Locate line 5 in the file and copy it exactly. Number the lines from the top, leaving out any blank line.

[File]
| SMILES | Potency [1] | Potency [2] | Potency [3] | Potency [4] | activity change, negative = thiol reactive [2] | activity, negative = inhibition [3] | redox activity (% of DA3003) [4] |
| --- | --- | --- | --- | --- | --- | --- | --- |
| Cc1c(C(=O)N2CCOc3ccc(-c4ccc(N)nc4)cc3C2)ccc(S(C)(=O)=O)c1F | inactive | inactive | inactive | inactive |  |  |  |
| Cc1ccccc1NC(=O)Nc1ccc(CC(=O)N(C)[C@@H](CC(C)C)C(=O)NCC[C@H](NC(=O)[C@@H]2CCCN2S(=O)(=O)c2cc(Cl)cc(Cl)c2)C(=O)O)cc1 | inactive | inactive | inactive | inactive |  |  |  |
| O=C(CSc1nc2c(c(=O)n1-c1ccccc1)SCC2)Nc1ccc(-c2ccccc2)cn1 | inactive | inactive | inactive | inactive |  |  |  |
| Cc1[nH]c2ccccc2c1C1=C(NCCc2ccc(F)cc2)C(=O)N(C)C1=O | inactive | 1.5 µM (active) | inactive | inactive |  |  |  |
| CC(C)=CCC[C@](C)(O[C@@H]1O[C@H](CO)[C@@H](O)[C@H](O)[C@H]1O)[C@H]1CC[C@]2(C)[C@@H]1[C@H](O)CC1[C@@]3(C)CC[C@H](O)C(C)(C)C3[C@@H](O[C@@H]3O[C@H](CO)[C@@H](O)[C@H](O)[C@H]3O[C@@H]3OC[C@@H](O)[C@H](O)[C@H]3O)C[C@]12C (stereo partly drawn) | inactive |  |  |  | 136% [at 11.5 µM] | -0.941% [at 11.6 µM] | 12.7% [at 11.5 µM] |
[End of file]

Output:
| O=C(CSc1nc2c(c(=O)n1-c1ccccc1)SCC2)Nc1ccc(-c2ccccc2)cn1 | inactive | inactive | inactive | inactive |  |  |  |